With long term feature doc's, I like to have separate timelines for a certain story thread, but that has nothing to do with narrative work.

 

Really. So you do everything on one time line? 

I mean I don't know why but I prefer nesting stuff. Of course not always but a lot of the time it saves me a lot of work when I'm trying something.

 

Why would you recommend using only one timeline?


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#7 Brian Drysdale

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Posted 08 March 2018 - 02:41 AM

You may have to deal with producers and studio executives who may want changes, this may involve a number of versions of scenes or even structural changes to the film.

 

An editor may wish to try out ideas or be editing as the film is being shot, so they may wish to have more than one timeline in order to cover these situations. .


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#8 aapo lettinen

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Posted 08 March 2018 - 04:05 AM

it depends on the editor and project and workflow but most of the time the editors seem to like single timelines without over-nesting sequences inside sequences inside sequences. 

one thing is that it complicates the online process quite much if one has zillion "russian doll" sequence levels, they may be very challenging to transfer to other programs for grading.

 

Of course you can edit a "Russian Doll" super-nested style and then lay copy paste the clips and lay everything down to single master sequence after the editing so that it is much easier to online the project. 

 

If you like to edit nested style at the start of the project I would maybe recommend to de nest and assemble the finished or almost finished seq edits to the big master seq continuously during the project so that you will end up with the one full lenght non-nested master seq at the end of the project and the nested single scenes are just an intermediate step.

 

Premiere CC is not super effective in large projects where you have lots and lots of imported material... you may need to tweak it a little to make it work on full lenght feature project. I would also recommend having separate drive for all the swap files +proxies +waveform files, they will fill up your work drives pretty easily and you may need to delete them every now and then anyway so it is easiest if they are all in the same place (you may easily end up having for example hundreds of GBs or ever multiple TBs of .cfa files scattered all over the place and filling up your system or work drives, it is much easier having a separate drive for them...)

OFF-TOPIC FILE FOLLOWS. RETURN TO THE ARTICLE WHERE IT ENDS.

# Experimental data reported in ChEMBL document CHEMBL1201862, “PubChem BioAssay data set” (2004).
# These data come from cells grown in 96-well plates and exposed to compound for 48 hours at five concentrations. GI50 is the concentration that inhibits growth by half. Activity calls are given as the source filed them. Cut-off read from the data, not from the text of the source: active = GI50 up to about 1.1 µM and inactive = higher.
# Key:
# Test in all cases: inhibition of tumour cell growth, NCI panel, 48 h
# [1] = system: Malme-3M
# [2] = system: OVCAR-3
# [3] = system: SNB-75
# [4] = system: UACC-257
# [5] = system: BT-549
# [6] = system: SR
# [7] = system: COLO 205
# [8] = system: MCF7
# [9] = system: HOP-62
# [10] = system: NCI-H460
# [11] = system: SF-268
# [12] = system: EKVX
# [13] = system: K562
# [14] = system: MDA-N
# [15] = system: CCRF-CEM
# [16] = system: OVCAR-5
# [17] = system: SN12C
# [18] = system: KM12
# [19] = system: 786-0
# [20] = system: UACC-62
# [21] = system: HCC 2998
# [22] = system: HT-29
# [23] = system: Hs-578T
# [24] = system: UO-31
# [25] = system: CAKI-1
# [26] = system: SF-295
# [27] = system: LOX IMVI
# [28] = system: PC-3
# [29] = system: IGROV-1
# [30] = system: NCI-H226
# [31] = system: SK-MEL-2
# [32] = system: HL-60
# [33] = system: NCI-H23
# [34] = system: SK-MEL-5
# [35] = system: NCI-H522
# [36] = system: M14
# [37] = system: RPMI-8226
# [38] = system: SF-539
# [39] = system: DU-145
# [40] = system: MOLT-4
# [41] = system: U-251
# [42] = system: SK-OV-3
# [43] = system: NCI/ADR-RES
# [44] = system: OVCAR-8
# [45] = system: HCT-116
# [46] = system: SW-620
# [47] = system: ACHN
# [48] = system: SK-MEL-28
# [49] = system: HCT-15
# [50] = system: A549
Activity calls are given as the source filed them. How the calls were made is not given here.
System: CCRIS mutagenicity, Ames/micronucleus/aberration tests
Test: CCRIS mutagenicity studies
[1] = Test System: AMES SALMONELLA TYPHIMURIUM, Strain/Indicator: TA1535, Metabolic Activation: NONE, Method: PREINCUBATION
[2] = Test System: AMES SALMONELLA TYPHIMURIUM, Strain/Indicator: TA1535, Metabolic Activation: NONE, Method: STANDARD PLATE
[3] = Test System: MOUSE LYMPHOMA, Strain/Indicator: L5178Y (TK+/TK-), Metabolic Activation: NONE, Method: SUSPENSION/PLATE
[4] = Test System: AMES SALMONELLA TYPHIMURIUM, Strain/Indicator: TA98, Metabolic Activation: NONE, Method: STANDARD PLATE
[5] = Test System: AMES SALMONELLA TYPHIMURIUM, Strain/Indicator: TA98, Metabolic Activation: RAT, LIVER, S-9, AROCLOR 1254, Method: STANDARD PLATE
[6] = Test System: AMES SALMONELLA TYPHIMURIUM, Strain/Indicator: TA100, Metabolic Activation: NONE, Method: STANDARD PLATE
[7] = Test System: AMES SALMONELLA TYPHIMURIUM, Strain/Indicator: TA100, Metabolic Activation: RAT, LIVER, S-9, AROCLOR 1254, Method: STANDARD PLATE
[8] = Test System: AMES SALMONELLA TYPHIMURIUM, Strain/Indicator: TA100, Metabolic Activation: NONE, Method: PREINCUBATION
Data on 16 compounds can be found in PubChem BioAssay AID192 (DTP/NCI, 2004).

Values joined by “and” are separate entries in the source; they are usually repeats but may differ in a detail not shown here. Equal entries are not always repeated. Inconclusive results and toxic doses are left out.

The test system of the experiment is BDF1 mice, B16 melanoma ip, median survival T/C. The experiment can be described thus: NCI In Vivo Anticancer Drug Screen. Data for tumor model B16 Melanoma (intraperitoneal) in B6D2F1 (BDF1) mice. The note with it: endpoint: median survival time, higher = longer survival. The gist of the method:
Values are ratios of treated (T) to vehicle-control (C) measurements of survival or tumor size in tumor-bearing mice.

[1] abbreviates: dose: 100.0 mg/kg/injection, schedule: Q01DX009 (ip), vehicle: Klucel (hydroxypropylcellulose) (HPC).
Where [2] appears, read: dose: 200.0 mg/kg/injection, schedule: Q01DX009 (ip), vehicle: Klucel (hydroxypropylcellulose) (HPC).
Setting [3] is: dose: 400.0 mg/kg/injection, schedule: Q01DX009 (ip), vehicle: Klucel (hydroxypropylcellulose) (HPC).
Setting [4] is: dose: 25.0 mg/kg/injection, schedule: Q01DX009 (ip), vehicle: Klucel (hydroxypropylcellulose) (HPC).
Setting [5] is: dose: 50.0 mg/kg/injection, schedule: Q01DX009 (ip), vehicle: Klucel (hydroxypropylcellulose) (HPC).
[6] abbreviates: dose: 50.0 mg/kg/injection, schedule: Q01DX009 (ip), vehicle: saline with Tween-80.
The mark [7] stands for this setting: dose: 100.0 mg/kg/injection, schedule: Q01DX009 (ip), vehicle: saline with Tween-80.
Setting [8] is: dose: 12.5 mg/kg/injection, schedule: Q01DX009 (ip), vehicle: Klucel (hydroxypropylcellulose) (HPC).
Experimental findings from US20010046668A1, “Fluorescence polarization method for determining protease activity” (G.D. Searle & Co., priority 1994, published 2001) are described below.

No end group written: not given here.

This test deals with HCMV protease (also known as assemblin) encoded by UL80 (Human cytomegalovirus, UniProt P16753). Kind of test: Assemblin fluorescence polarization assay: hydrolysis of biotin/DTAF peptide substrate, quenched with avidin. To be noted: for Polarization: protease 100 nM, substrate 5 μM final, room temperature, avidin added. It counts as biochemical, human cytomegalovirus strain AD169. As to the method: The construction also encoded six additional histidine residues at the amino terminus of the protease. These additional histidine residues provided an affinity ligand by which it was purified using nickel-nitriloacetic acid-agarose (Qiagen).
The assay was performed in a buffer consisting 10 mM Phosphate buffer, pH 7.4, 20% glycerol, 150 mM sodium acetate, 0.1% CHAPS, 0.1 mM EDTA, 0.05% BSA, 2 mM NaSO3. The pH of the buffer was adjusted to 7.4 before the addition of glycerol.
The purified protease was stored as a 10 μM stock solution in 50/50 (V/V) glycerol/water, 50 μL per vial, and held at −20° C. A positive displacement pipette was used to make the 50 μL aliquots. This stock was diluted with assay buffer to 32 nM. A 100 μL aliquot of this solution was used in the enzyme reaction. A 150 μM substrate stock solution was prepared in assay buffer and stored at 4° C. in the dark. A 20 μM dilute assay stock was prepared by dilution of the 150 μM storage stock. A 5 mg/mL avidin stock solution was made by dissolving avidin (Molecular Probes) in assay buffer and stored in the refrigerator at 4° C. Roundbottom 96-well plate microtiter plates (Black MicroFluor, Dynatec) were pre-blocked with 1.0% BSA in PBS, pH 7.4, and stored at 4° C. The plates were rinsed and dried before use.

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#9 aapo lettinen

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Posted 08 March 2018 - 04:08 AM

audio is another issue. it is normally done on the full project at a time and it is difficult to export the full project to for example .omf for audio post if it has nest levels


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#10 Tyler Purcell

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Posted 08 March 2018 - 05:06 AM

Why would you recommend using only one timeline?


Well, I hate to sound pretentious and pompous, but I can cut a scene nearly perfect my first time around, with only small tweaks on later cuts. So I don't need to "try" things unless it's very complicated. I've done big action scenes before with 8 cameras and quick cutting, those we'll do in a separate timeline. However, the bulk of any show is one timeline, with the occasional drop-in's from other timelines. When you work on bigger shows, clients will want to frame fuck (pardon the language) quite a bit and having to dump into a nest and back again for every scene, is a pain. 

I do a lot of nesting for VFX shots, but nests don't work with finishing programs properly, they generally require re-conforming. Avid has a great feature where you can edit sequence to sequence. So you build your one "special" scene as it's own element and when you're ready, you can literally edit it into the main sequence. Thus, when you go to finishing, everything is there and you don't have to rebuild as much in DaVinci. You can also make sub sequences that drop right into a finished sequence that with one button can auto conform to the original files, which is pretty sweet. 

Also, Avid has some great tools that allow for multiple shots of the same thing on top of one another and tracks to be turned off and on instantly without losing render files or needing to re-render for playback. It's one of the critical reasons I don't like Premiere, because using the "eye" function to see tracks, does lead to deletion of render files in certain situations. I also have around two dozen other ease of use issues with Premiere that kill me. If you ever go to finishing with a Premiere project, be forewarned, it doesn't play with anything well, aaf, xml, doesn't matter. The effects/plugins are completely foreign to DaVinci, which is the #1 finishing tool. Also, unlike Avid which has a stellar audio mixing function, Premiere is lacking that versatility, so no matter what, you're forced to do "external" finishing.